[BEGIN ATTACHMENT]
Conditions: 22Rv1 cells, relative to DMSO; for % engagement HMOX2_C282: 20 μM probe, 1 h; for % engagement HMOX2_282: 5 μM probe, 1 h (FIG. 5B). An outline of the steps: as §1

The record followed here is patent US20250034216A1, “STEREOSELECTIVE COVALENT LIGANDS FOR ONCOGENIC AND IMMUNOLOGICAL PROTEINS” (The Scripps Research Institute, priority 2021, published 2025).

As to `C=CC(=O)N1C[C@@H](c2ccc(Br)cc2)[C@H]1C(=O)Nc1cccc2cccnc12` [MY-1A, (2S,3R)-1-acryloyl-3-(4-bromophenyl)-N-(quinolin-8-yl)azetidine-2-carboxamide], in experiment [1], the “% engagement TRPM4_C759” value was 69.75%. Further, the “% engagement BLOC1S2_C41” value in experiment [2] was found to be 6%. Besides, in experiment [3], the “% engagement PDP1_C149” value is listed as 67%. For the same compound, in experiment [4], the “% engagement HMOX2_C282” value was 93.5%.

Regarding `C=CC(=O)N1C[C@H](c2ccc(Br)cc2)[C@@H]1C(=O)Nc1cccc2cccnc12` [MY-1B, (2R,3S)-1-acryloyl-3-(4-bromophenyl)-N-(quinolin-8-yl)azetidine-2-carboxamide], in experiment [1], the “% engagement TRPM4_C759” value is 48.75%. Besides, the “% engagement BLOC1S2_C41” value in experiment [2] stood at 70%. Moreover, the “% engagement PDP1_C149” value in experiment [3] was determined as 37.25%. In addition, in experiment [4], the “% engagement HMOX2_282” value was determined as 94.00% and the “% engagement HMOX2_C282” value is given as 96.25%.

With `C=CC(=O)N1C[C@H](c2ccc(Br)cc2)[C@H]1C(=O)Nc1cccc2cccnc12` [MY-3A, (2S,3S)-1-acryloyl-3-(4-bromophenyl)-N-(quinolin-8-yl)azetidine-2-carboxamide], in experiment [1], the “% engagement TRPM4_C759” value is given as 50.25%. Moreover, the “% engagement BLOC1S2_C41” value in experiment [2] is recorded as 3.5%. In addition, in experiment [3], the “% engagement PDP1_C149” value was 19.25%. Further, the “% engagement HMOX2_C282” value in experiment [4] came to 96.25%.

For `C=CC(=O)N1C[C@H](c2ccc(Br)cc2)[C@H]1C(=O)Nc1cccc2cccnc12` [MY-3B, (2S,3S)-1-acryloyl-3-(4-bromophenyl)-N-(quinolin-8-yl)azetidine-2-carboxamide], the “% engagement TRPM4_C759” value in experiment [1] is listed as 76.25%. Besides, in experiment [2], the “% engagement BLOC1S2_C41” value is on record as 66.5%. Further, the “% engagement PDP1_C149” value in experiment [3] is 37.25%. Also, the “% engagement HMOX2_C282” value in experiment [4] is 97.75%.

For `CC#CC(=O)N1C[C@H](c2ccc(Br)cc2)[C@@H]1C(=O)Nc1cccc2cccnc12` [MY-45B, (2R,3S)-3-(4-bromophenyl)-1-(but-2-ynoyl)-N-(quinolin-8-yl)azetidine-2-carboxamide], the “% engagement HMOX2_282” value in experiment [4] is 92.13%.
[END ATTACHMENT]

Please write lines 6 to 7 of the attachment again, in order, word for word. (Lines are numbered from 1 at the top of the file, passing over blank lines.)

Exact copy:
For `C=CC(=O)N1C[C@H](c2ccc(Br)cc2)[C@H]1C(=O)Nc1cccc2cccnc12` [MY-3B, (2S,3S)-1-acryloyl-3-(4-bromophenyl)-N-(quinolin-8-yl)azetidine-2-carboxamide], the “% engagement TRPM4_C759” value in experiment [1] is listed as 76.25%. Besides, in experiment [2], the “% engagement BLOC1S2_C41” value is on record as 66.5%. Further, the “% engagement PDP1_C149” value in experiment [3] is 37.25%. Also, the “% engagement HMOX2_C282” value in experiment [4] is 97.75%.

For `CC#CC(=O)N1C[C@H](c2ccc(Br)cc2)[C@@H]1C(=O)Nc1cccc2cccnc12` [MY-45B, (2R,3S)-3-(4-bromophenyl)-1-(but-2-ynoyl)-N-(quinolin-8-yl)azetidine-2-carboxamide], the “% engagement HMOX2_282” value in experiment [4] is 92.13%.